Beauty and The Beast: A Musical Parody (Review)

A parody of any beloved story can be a risk, but this high octane gender swapped version of Beauty and The Beast is nothing short of a roaring and utterly hilarious success.

Beauty and The Beast: A Musical Parody (Review)

The Kings Head theatre in the heart of Islington is known as a welcoming and inclusive safe-space and you feel this from the off-set after a hilarious and warming welcome speech by one of the front of house ushers. We are quickly greeted by pure childhood nostalgia, with the packed house quickly turned into hysterics by an impeccable impression of Pixar's famous jumping lamp. Throughout the show we are greeted and treated to more surprise nostalgic cameos.

Challenging gender roles in a beloved childhood classic may seem difficult, but the company does it with ease. Robyn Grant as our Beast is utterly captivating and clearly enjoys the presence her large mane attracts. The simple but effective costumes add an extra layer onto an intelligently thought out show. Beauty and The Beast: A Musical Parody doesn’t rely on constant references to its theme either which is ultimately the right decision. Instead, throwaway lines remind the audience of Disney’s failure in their live action remake to deal with feminist issues. Like our female Beasts right to hairy legs (“Which is her right!”).

Jamie Mawson is also particularly funny as Beau (not Belle!). His comic timing is a treat to watch. The rest of the cast, consisting of Robyn Grant, Allie Munro, and Katie Wells interact perfectly and their chemistry is clear. Fused with a fantastic score by James Ringer-Beck each performers vocal ability is astounding in the parody laden score, each song filled with wit and a feeling of fresh, something new British musical theatre productions lack.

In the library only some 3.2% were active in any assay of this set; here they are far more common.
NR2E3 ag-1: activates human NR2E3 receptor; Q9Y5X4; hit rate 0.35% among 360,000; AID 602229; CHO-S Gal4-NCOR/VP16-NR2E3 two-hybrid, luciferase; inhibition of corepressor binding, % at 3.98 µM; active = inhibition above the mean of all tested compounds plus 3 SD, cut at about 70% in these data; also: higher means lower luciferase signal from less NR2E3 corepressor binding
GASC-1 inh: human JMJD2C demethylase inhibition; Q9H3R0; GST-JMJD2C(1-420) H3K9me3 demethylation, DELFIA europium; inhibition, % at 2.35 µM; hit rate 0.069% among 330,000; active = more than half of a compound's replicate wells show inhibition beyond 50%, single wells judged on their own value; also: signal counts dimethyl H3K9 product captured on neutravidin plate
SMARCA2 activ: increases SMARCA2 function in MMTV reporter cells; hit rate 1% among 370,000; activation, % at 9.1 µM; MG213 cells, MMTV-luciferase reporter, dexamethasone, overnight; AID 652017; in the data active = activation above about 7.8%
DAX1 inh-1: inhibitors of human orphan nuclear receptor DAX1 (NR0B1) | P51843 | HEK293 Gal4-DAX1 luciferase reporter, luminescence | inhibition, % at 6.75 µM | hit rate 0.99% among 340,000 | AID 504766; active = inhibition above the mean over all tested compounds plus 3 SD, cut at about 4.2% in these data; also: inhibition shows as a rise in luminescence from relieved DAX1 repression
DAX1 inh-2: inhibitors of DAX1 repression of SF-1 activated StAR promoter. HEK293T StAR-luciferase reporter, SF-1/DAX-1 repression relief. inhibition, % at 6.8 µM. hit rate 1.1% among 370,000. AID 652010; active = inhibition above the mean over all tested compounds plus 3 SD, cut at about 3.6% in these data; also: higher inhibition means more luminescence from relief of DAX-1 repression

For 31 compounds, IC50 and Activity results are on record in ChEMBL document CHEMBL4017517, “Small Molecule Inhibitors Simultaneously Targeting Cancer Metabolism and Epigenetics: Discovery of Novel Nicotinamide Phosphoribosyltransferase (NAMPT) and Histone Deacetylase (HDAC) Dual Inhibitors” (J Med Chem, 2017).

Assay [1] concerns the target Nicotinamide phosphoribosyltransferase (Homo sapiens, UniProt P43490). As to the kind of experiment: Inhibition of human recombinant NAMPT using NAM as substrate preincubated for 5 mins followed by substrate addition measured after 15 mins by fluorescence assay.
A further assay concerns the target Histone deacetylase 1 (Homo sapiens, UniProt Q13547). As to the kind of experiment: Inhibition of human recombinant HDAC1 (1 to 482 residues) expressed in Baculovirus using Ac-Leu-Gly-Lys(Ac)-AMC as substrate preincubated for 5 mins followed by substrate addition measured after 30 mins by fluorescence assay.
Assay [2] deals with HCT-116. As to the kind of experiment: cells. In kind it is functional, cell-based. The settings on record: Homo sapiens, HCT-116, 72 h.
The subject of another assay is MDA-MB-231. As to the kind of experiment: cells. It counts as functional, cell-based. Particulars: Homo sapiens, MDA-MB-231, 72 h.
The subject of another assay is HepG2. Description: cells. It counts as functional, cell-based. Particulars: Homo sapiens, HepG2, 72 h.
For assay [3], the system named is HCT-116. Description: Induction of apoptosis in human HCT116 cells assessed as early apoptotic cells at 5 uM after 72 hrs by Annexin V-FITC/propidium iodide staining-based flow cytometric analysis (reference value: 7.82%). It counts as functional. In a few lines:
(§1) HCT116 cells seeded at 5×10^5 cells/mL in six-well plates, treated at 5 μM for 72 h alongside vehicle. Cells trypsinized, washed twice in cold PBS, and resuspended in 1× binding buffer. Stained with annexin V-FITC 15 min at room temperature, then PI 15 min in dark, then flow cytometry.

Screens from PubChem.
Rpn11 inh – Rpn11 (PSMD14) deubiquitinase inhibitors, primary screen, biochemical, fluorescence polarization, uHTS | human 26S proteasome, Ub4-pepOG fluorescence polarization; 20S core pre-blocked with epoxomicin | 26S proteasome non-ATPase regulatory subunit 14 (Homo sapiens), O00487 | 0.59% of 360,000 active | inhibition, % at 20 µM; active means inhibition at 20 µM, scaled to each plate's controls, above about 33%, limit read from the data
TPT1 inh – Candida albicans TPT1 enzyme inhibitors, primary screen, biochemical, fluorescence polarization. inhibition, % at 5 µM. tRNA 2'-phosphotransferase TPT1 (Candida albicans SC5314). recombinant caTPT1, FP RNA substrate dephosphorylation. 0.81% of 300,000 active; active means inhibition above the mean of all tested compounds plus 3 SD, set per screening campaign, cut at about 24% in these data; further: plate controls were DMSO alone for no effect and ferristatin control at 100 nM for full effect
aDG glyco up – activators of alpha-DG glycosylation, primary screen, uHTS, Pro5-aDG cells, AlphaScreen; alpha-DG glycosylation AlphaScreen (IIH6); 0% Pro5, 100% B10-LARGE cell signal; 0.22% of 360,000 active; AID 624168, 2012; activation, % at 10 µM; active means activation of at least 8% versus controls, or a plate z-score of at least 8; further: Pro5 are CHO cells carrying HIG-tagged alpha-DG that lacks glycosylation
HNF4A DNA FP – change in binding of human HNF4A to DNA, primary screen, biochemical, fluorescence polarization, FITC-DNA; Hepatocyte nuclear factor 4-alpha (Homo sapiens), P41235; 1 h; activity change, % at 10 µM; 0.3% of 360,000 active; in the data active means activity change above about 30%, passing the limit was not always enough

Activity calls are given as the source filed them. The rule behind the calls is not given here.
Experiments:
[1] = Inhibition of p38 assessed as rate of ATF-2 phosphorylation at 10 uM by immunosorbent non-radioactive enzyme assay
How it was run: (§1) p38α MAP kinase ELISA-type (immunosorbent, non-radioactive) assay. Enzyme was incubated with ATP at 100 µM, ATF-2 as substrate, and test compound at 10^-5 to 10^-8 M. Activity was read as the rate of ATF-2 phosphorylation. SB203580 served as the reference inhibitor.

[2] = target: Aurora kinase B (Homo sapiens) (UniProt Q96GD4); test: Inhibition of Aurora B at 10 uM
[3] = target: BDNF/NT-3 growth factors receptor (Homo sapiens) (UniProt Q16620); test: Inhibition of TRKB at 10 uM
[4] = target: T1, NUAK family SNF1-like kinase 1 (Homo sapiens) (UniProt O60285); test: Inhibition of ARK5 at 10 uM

On the surface this musical comedy by Fat Rascal is a laugh-a- minute, almost pantomime like experience but if you delve a little deeper this show conveys an incredibly powerful message of empowerment and feminism. A parody of any beloved story can be a risk, but this high octane gender swapped version of Beauty and The Beast is nothing short of a roaring and utterly hilarious success. Fat Rascal Theatre endeavour to remind us of the movie industries failures to deal with feminism, but this production does that perfectly without shouting at it from the rooftops.

Header Image Credit: Nick Rutter

Author

Nathan Charles

Nathan Charles Contributor

Nathan is an Actor and Producer and 1/5th of devised comedy group Red Biscuit Theatre.

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1 Comments

  • Bee Snellen

    On 4 March 2019, 13:38 Bee Snellen Voice Team commented:

    This sounds like the fairytale I need! Beauty & the Beast was by far my favourite Disney film growing up, but as an adult it is definitely problematic.
    How did they deal with "beau"? Did they make him a 3 dimensional character, or was he the male "prop" for Beast to throw her feminism at?

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